Does Property Management Have Maintenance Issues?4 min readReading Time: 3 minutes
The Maitenance Question
One massive part of the property management industry is Maintenance. Unfortunately, most landlords/property managers think maintenance is the worst part of managing a property due to the many pain points involved in fulfilling a maintenance request. This problem leads to the answer to this week’s question, does property management have maintenance issues? The answer is no but can be if the landlord makes it a problem.
The Maintenance Answer
According to Different.com, property managers should take care of quick repairs and extensive property maintenance. If they don’t, it will lead to many problems in the tenant’s living space. Moreover, if that’s the result, then the tenant should 100% move to another property. These issues are due to the considerable number of pain points just from maintenance alone and the landlord not addressing these problems. Some of these pain points include scheduling the maintenance request, pricing for the repair, actually getting the request done, and finally tenants who complain about the issue when there is no need to.
Why These Pain Points Matter
The great thing about these four big pain points is that there are many solutions to each one. The solution to scheduling a maintenance request is having a conversation with the contractor doing your request and scheduling a fast-approaching and reasonable time to get the problem fixed. In the huge technological society we live in today, you can also use scheduling software to schedule a request. The next solution is for pricing for the repair. This can be fixed by finding a contractor who can fulfill your request for a reasonable price. Of course, some fixes will be expensive, but it’s all about getting the request done and making your tenants happy.
This leads to the next solution which is for actually getting the request done. For anything in life, you should stay on task and get things done when you say you will. Putting a task off to the side can lead to your team (in this case, the tenants) becoming extremely angry. So the bottom line is, when a landlord gets a maintenance request, they try to fulfill the request as soon as possible to make their tenants happy. Finally, if a tenant keeps complaining about a request not being done, you should reassure them that the problem will be fixed and give them a timeline of when it will if you have it. Also, just a side note, all of these pain points can be fixed through Estelle.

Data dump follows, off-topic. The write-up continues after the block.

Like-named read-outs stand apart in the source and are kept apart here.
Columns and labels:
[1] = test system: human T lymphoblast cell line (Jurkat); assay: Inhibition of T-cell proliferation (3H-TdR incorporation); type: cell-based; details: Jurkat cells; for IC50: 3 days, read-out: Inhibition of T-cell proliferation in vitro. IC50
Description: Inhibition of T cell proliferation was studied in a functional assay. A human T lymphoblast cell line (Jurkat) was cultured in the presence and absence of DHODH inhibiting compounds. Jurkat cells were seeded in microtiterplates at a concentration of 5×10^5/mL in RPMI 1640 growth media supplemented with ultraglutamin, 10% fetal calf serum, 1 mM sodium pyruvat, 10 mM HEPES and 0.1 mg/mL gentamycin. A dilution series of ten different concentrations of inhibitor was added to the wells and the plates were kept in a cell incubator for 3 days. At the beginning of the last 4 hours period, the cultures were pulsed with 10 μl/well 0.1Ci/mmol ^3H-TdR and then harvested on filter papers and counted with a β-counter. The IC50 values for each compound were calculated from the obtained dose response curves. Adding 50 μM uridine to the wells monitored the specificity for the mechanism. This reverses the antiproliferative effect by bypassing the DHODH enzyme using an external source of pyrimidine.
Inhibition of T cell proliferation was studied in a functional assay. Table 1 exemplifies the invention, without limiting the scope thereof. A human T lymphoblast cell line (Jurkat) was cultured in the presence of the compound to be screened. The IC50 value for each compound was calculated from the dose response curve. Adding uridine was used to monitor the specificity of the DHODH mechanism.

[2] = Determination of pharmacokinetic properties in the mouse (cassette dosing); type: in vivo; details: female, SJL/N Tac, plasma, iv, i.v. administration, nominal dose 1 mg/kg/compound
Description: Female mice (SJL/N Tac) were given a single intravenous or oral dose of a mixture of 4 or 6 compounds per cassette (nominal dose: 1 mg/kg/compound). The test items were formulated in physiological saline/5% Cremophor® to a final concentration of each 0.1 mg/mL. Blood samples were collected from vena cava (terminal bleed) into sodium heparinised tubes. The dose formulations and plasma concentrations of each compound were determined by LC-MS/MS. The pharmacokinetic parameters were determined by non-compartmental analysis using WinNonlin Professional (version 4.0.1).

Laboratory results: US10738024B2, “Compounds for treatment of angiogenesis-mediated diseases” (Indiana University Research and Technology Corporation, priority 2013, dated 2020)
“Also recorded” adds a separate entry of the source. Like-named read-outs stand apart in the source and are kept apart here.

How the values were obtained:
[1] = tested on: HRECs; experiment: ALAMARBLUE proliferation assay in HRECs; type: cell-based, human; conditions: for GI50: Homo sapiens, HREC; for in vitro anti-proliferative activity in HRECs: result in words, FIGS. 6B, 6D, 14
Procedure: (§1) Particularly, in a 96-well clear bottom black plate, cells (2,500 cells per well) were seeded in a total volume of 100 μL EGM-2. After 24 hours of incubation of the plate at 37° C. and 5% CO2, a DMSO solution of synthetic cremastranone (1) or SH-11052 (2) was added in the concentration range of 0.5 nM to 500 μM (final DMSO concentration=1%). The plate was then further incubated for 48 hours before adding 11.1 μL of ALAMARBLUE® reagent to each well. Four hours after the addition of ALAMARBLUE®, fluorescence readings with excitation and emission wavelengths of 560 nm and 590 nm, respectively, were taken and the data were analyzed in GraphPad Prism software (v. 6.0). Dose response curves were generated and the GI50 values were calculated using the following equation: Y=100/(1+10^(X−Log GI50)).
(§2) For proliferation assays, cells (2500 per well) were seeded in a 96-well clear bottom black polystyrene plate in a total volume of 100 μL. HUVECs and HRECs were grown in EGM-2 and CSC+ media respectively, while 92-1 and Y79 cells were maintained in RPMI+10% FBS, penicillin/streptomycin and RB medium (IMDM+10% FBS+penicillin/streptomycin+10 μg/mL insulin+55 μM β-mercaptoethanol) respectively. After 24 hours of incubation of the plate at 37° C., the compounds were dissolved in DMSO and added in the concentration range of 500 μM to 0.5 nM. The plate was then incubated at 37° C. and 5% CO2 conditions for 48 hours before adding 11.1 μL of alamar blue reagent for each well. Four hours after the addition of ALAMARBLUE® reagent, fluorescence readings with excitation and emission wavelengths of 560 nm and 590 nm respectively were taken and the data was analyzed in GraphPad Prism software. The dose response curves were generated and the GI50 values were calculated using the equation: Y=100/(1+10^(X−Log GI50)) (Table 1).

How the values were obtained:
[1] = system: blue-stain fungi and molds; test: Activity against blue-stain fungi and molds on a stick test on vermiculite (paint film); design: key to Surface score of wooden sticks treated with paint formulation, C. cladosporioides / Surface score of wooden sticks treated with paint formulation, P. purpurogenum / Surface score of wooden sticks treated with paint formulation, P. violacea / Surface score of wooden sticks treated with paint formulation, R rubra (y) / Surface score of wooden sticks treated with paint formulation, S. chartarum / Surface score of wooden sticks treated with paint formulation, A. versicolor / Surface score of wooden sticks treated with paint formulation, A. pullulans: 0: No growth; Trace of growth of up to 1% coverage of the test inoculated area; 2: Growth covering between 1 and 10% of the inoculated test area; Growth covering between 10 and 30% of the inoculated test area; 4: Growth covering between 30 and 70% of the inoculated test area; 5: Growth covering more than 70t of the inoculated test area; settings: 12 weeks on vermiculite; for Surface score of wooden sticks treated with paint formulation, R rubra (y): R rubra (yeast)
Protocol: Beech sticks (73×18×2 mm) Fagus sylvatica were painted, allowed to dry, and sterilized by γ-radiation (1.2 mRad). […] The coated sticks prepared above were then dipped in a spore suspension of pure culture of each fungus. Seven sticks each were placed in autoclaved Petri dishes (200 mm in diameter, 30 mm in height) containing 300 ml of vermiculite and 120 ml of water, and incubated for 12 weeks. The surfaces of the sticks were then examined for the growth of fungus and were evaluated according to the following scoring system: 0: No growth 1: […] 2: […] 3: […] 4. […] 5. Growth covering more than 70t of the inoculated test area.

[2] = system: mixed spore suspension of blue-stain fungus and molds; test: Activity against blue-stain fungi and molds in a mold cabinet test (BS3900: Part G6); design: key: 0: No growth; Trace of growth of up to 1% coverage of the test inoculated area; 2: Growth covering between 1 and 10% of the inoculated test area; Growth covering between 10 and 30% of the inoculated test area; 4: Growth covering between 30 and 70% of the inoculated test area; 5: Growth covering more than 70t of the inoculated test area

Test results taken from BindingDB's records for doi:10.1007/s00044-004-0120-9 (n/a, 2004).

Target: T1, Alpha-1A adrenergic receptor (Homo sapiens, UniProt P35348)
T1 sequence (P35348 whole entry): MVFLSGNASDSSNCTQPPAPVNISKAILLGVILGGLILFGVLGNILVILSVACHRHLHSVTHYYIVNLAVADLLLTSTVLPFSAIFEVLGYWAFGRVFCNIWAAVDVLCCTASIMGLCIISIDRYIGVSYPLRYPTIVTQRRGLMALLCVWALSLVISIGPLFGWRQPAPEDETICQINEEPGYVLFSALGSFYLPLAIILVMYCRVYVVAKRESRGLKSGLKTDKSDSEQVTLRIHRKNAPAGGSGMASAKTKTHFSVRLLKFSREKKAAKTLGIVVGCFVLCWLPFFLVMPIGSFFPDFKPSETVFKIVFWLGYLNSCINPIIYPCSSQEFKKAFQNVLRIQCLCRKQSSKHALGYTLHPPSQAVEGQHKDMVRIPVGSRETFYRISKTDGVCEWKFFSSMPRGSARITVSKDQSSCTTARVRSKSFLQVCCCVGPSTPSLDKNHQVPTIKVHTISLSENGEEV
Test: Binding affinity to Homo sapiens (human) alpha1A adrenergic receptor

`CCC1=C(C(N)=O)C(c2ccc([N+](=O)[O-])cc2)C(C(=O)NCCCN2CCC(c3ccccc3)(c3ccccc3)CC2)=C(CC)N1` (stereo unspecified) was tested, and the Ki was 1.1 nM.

The Steps for Getting a Maintenance Request Done
According to EZ Office Inventory, there are six steps for getting a maintenance request done that avoid all of the pain points listed above. The first step is identifying the task or problem. The second step is creating a maintenance request. The landlord can do this however they choose, but using Estelle would definitely be the easiest way. The third step is adding a priority level. At RoomMate, we consider the priority levels for maintenance requests medium, high, or critical. The fourth step is scheduling. This is pretty self-explanatory and is when you schedule the maintenance request. Step five is assigning, which is finding a contractor to fix the issue. Finally, step six is completion, closing, and documentation. This is when you close the maintenance request and consider it done.
Maintenance requests have always been a massive issue for both tenants and landlords alike. However, this is only an issue if the landlord procrastinates and doesn’t solve the maintenance problem. Landlords should be giving their tenants the best living experience possible and have to stay on top of maintenance requests. The pain points listed above are all fixable and following them will make both the landlord and tenant’s lives easier. Remember that all of this is easier through RoomMate’s landlord software, Estelle.